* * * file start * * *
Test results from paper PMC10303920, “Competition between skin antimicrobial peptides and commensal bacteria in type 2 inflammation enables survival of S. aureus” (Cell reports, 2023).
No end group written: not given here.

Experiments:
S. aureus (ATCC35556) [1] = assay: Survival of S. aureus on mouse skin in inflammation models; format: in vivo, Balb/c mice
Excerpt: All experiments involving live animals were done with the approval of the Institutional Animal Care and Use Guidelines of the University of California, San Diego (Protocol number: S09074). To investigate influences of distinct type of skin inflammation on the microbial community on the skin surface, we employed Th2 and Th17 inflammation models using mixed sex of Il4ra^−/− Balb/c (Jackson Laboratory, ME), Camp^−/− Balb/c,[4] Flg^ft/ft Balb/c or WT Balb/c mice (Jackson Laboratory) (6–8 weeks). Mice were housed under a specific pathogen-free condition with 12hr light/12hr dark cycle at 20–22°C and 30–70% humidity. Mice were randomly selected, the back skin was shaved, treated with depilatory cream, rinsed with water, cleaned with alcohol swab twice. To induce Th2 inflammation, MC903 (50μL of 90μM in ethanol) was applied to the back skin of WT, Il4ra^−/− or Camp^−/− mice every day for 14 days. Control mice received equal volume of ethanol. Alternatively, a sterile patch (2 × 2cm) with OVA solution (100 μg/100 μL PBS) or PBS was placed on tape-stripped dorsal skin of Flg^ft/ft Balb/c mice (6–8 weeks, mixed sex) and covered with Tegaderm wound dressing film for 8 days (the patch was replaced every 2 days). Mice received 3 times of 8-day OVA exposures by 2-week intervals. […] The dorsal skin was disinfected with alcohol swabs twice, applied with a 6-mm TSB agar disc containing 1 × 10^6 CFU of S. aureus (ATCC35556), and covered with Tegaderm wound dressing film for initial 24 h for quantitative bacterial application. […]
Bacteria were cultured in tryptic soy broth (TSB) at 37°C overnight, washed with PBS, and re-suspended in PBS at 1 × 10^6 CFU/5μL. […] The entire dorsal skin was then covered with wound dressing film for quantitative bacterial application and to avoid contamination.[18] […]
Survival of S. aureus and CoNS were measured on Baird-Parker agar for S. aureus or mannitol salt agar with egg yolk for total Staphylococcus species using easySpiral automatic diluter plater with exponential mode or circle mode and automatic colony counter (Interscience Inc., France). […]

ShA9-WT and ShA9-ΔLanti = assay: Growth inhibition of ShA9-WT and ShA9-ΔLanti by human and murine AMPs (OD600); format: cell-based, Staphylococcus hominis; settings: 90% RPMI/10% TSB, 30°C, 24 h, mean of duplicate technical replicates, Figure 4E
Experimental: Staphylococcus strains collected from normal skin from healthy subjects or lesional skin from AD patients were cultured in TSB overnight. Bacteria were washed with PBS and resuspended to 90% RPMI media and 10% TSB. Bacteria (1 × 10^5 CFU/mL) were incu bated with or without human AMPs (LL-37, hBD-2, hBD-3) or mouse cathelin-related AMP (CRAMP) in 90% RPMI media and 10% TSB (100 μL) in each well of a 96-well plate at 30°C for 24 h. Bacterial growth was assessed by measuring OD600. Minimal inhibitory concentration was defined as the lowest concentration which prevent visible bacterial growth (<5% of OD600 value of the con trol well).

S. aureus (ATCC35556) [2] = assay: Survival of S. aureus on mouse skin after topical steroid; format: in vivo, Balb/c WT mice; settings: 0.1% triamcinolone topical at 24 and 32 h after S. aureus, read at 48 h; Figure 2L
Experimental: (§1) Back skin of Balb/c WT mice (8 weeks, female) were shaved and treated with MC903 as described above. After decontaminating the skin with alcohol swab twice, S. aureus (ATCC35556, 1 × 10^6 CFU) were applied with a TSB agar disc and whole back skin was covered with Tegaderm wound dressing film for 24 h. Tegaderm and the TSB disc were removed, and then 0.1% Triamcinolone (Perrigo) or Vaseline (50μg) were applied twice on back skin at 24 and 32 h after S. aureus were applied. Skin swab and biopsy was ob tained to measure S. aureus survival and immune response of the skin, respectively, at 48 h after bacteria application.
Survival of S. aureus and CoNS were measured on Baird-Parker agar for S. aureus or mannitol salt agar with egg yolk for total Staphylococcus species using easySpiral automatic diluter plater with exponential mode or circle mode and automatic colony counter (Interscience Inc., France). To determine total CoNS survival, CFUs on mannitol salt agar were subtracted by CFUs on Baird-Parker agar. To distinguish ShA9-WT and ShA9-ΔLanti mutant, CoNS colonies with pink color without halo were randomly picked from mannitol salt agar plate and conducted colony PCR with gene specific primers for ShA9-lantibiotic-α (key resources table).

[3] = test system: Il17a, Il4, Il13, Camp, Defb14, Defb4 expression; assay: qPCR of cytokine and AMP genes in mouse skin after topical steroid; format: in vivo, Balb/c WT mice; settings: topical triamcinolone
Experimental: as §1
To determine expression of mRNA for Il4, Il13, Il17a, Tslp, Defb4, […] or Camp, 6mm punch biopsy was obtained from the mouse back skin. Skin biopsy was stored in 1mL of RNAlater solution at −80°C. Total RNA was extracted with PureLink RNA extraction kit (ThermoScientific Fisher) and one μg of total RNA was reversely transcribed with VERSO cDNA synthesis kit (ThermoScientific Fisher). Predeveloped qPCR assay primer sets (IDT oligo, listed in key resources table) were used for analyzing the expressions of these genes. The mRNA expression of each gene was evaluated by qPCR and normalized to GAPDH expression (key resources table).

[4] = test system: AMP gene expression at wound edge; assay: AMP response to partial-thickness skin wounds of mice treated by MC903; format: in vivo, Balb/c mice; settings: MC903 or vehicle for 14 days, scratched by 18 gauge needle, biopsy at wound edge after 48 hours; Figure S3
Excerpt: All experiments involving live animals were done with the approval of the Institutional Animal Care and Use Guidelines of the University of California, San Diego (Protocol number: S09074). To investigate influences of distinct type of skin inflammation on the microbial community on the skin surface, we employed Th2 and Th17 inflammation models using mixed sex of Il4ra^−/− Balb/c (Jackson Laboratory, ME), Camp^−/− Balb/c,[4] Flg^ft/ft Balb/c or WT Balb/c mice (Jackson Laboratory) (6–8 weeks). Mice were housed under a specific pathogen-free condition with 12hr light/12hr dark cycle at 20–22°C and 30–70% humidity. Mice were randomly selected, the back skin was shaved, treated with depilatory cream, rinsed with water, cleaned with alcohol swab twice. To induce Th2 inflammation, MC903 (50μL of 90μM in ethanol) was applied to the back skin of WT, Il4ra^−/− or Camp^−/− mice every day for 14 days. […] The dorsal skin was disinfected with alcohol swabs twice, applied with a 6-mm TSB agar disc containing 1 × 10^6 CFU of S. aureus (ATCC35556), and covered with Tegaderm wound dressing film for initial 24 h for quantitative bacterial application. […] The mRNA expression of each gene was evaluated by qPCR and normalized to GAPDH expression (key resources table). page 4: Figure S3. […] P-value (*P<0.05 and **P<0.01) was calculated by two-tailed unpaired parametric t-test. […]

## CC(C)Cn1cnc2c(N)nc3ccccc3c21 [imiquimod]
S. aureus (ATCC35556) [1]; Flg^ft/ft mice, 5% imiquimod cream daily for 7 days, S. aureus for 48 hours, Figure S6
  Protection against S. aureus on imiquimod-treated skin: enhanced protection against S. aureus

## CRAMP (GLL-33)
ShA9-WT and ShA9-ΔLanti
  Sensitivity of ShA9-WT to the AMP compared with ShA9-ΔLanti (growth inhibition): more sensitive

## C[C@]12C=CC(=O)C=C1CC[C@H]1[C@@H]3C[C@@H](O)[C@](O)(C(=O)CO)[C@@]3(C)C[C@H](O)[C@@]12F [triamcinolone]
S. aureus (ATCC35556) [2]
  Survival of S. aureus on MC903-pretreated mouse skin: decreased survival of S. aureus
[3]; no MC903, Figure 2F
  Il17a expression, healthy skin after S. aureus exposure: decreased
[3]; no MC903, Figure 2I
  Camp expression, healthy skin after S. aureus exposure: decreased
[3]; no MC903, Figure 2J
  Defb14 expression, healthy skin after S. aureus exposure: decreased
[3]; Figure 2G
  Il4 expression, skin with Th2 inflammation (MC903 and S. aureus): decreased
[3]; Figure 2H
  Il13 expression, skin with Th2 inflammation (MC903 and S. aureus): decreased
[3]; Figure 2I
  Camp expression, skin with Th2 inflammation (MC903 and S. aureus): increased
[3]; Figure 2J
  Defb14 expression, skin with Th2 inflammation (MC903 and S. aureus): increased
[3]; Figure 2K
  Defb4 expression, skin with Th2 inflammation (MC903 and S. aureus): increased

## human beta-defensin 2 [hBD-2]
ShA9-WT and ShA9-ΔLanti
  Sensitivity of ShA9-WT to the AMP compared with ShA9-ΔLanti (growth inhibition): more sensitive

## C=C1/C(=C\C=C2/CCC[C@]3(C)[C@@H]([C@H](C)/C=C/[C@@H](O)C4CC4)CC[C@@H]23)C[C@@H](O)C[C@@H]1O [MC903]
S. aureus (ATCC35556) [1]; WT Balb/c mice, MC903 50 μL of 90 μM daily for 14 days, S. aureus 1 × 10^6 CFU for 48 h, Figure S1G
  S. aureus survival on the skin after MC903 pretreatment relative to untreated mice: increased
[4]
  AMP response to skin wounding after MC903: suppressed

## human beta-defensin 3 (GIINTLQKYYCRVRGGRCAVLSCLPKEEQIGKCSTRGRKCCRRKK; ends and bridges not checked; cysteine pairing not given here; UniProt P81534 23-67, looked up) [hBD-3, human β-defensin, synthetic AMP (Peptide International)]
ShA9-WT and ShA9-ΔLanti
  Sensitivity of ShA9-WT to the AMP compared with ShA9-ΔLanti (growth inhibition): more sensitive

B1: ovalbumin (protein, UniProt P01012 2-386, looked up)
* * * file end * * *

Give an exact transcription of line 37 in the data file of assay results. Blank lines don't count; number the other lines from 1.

[3]; Figure 2I